Navy leaders list climate change, extremism, diversity as priorities

Updated: May 7





Top Navy leaders told Congress this week that while China, Russia, readiness and lethal warfighting capacity are priorities, the Navy is also paying more attention social issues that have taken on new weight under the Biden administration.


Acting Secretary of the Navy Thomas Harker, Chief of Naval Operations Adm. Michael Gilday and Commandant of the Marine Corps Gen. David Berger told members of the House Appropriations Committee in their written testimony that the Navy is also taking substantial steps to fight climate change, ensure a diverse and inclusive Navy, and root out extremism from the ranks.


Berger also accused the Marine Corps he leads of having a “structural racism” problem, a term most people define as any system that reinforces racial inequality. He said it is “clear to me that a degree of structural racism and sexism exists within our current system.”


“I appreciate the attention of these leaders to the Navy’s real priorities, such as the need to project force across the globe to deter China and Russia,” said AUSN Executive Director Jason Beardsley. “But we continue to watch these new priorities and how much time, attention and resources they will take.”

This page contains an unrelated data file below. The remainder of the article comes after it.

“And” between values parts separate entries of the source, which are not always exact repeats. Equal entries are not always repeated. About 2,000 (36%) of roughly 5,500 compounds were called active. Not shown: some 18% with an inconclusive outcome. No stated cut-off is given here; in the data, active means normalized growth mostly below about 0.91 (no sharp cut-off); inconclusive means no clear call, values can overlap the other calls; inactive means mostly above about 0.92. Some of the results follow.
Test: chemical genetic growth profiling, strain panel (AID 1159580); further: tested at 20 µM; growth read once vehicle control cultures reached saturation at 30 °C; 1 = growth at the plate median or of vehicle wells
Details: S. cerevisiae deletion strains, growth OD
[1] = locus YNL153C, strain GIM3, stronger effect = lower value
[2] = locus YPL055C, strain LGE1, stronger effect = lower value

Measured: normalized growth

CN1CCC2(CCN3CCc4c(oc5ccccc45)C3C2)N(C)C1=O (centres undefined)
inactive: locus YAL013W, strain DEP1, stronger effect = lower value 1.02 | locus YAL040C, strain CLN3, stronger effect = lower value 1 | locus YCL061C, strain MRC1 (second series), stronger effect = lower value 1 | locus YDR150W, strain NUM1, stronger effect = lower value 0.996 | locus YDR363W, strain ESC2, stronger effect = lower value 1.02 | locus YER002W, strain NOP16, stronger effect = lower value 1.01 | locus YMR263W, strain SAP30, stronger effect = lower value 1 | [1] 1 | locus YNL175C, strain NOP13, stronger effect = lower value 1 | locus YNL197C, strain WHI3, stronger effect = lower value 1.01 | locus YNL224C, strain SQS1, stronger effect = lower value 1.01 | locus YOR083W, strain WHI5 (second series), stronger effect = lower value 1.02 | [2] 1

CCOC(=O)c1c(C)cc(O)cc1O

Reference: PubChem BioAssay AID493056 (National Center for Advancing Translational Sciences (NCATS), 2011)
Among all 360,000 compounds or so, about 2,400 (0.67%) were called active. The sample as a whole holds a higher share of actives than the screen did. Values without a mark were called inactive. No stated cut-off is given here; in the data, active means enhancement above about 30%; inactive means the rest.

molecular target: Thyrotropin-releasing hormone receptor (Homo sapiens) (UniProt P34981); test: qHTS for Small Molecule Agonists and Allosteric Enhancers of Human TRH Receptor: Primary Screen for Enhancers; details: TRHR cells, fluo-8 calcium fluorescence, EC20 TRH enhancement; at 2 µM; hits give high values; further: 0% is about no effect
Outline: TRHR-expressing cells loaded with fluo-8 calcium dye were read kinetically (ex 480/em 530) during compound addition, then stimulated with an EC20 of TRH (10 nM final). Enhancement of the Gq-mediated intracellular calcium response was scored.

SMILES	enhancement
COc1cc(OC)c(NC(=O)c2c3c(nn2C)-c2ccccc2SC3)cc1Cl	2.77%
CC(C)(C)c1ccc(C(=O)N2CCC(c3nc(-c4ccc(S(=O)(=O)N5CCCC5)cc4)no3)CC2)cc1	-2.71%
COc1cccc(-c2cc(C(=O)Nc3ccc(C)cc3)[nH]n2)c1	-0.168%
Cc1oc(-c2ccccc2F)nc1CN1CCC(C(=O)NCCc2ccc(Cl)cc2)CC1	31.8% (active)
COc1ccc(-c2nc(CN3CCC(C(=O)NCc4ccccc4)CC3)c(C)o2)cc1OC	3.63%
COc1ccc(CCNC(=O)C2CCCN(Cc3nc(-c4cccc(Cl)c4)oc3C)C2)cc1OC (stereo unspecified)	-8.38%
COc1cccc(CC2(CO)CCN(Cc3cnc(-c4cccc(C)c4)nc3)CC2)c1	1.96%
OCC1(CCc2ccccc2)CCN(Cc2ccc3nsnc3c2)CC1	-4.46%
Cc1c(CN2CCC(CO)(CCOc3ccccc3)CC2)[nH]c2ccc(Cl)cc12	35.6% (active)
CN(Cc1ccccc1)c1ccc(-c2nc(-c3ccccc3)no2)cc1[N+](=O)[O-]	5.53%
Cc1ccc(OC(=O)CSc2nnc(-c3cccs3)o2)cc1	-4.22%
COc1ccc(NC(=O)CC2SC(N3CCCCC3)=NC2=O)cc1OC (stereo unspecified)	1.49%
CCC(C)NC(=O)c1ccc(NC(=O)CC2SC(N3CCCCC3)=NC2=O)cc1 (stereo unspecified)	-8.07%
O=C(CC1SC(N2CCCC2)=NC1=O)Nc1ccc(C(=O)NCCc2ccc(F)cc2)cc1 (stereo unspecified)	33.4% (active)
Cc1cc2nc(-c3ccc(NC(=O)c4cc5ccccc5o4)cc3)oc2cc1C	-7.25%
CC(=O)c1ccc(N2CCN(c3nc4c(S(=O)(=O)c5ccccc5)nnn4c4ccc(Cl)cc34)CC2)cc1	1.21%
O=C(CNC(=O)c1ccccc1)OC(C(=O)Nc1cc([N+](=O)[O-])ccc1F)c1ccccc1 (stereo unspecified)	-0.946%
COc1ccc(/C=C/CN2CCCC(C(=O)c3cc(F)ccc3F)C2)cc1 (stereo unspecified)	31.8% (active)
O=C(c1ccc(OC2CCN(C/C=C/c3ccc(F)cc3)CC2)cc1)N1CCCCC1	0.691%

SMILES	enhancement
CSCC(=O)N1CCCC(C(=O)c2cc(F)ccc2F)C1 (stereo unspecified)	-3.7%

“It was also disheartening to see that none of these leaders mentioned morale as a priority in the years ahead,” Beardsley added. “Morale is a critical factor in recruiting and retention, and should be at the top of any military leader’s list of priorities.”


The three Navy leaders cited “extremism” as a problem even after the Defense Department admitted it’s not clear what the term means. DOD announced in April that it would try to define the word “extremism” in an effort to eradicate it from the military – the term was added to a military instruction nine years ago, but the department acknowledged that leaders need more information about “what we’re talking about here.”


Beardsley wrote in an op-ed this week that DOD should eliminate the term entirely because defining it will only further politicize the Pentagon, and the military can already expel or discipline service members for a wide range of reasons related to conduct.

Below are excerpts from the prepared testimony of the three Navy leaders from the April 29 hearing.


Acting Navy Secretary Thomas W. Harker

  • “The United States Navy and Marine Corps recognize the reality of global climate change, our responsibility to mitigate our contribution to it, and our need to prepare for its short and long term effects. As we grapple with the effects of climate change on maritime operations around the globe, the DON [Department of the Navy] must continue to lead and find ways to go farther, both in substantially reducing our impact on climate change and building a force that is resilient to its potential effects.”

  • “The DON is determined to lead from the front against the threat of climate change.”

  • “We are actively engaged in rooting out extremism throughout our force. In coordination with efforts across the joint force, the DON has conducted ‘Extremism Stand Downs’ at every echelon. This process sparked important conversations and made the position of our leadership and force clear to every Sailor, Marine, and Civilian in the DON, and we will continue to build on these efforts.”